Attack of the Killer Fish
Snakehead is showing up in more and more waterways
The latest nuisance for fishermen seems like it’s migrated from the pages of a science fiction novel, not Asia. Walking on land and able to survive up to 24 hours out of water, the snakehead is fast becoming the scourge of freshwater anglers. Snakeheads first appeared in 2002 in lakes and rivers around Washington D.C. Now, they’re likely in the Great Lakes.
To date, only one fish has been caught in the vicinity of Lake Michigan, but as Philip Willink, a fish biologist, said, “Recent history indicates you don’t just catch one.”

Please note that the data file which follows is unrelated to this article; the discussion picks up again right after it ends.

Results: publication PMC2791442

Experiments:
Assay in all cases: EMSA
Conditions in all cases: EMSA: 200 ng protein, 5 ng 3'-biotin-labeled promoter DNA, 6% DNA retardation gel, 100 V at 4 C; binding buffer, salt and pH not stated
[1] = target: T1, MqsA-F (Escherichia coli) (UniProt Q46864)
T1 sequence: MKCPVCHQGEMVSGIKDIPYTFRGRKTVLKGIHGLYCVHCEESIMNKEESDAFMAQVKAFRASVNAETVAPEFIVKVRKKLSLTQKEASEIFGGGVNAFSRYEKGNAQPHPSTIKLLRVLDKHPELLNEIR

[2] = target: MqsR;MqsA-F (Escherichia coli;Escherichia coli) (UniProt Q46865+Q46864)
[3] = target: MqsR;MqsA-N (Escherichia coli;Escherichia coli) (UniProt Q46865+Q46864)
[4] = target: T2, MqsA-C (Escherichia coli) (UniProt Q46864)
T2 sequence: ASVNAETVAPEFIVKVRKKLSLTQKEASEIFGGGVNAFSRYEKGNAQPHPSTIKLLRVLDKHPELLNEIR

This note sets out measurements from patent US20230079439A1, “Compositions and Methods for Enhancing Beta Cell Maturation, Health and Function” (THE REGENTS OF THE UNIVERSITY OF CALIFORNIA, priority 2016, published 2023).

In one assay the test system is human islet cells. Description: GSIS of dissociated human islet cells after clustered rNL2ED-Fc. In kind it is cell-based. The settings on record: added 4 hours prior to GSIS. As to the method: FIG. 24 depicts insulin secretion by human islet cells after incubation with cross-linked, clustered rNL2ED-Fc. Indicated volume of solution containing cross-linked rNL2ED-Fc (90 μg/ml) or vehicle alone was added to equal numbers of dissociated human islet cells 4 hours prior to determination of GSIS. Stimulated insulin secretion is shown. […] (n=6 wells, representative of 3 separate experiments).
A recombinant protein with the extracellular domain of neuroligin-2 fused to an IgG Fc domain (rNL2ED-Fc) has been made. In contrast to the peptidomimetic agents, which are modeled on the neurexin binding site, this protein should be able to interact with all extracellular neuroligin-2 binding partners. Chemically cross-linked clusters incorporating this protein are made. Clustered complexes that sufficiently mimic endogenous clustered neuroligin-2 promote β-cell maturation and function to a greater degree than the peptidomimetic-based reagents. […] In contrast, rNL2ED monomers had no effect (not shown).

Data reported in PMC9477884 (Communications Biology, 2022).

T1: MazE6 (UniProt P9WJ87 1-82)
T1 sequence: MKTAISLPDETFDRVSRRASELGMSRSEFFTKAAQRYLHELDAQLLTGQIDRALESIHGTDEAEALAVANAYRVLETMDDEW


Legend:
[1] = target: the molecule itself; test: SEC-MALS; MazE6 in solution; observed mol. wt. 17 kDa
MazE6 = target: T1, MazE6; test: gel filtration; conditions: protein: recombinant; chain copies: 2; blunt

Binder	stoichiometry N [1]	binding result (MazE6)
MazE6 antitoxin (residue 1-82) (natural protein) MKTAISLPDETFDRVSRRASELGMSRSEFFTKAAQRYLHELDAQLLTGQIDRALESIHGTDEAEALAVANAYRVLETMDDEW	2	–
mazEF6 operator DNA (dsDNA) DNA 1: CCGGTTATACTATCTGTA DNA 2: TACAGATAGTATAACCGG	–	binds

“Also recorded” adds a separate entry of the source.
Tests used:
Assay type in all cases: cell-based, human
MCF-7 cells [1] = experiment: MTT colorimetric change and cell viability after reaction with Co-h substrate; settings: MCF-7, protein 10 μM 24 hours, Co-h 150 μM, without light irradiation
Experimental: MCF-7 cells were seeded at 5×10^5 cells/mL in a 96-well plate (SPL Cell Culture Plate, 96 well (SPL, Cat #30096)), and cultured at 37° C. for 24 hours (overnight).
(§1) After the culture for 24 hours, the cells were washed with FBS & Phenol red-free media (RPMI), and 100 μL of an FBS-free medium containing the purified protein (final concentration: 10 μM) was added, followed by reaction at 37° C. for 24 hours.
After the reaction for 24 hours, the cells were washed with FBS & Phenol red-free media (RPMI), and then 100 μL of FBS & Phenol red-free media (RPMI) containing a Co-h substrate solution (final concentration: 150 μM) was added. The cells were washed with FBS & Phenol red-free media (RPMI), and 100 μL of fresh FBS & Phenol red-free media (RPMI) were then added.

The fear with the snakehead is its appetite. Snakeheads are about as choosy and hungry as a pregnant woman. In Maryland and in the Potomac River the fish has taken over reefs and other structure by either displacing or eating all competitors.
Snakeheads are also quite virile, laying thousands of eggs and protecting them until they hatch. Non-native aggressive fish species such as the snakehead are becoming a major concern for fishery management and for sustainability of habitat. Report any snakeheads immediately to local wildlife officials.